A tricky pressing issue arises in your family. You may talk about it with your friends, hearing their opinions and individual experiences on the matter, if they have any. But there are some questions that you might want an expert opinion on, or might be too embarrassed to ask your brunch buddies.

RightStep is a consultation service and is not therapy. What’s the difference? Therapy, whether individual, family, or group, is only one type of intervention available once a concern is identified. RightStep is meant to answer a specific question or concern you have and give you recommendations on what you should do next.

Recent examples have been a Mom who was dropping her daughter (who is on the spectrum) for her first year of college and wanted to make a connection with a therapist in the area who can be a touch point for her daughter in the future if needed. Another parent was thinking about divorcing her spouse and wanted to talk through how and when to tell their children about it. The parents of a 4 year old boy who had some difficulties in pre-school socially wanted some guidance on signs and symptoms that may indicate their son was not ready for kindergarten next year.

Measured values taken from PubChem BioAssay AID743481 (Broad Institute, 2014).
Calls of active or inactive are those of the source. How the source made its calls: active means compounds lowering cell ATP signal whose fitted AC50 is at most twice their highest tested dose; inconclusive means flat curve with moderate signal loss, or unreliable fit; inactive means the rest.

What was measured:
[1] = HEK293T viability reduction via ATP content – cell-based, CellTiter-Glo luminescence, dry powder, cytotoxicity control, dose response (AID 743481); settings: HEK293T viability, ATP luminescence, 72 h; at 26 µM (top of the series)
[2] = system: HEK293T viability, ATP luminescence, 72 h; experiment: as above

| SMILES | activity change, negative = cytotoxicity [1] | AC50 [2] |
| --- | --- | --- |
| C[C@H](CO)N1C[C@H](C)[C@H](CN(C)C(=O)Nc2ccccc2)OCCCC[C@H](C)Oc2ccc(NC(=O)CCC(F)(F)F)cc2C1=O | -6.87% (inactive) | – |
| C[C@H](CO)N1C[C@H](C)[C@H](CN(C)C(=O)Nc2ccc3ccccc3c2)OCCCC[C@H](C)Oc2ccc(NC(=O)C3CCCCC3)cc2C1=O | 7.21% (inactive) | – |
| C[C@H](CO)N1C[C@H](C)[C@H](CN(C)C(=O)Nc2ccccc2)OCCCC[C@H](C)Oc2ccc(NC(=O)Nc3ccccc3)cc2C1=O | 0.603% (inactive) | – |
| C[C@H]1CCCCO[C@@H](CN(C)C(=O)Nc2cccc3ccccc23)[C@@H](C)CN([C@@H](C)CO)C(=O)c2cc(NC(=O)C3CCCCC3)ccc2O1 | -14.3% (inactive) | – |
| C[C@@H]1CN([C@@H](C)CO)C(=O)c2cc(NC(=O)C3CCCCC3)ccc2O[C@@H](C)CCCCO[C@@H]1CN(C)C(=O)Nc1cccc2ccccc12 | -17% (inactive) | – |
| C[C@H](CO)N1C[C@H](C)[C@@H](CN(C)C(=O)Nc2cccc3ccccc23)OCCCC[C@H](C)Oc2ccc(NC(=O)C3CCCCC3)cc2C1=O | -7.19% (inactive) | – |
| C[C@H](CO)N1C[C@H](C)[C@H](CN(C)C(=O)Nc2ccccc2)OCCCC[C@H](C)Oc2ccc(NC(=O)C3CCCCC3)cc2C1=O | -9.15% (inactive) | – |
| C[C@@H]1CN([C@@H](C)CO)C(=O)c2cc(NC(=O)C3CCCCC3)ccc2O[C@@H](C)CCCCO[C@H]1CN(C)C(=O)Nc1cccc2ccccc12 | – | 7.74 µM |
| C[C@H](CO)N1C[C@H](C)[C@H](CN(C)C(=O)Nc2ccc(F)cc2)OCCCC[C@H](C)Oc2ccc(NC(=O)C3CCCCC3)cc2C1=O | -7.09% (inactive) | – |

In each of these situations, the concerned parent came into the office with a question and left with a series of next steps. Similar to therapy, the next step will most likely be a part of an ongoing process or decision tree of options to follow. RightStep therapists help parents map out and navigate their next steps.

With the wealth of connections and experience In Step and its clinicians have from over 20 years in the field, you will leave with lists of outside referrals, behaviors to watch for, questions to ask your kids, and resources for what is on your mind, including the ability to follow up with them for another appointment or one of its other services.

So the next time you’re thinking something like —

I think my child is trying drugs and I know it’s overbearing and impossible to keep an eye on him 24/7 or ban him from seeing his friends. What do I do?

I found naked pictures on my son’s phone! Ack! How do I address this without breaching our sense of trust?

My daughter seemed more withdrawn during our family vacation than last year and my gut says there might be something to it. How do I know how to recognize if it’s something more?

— consider setting up a RightStep appointment.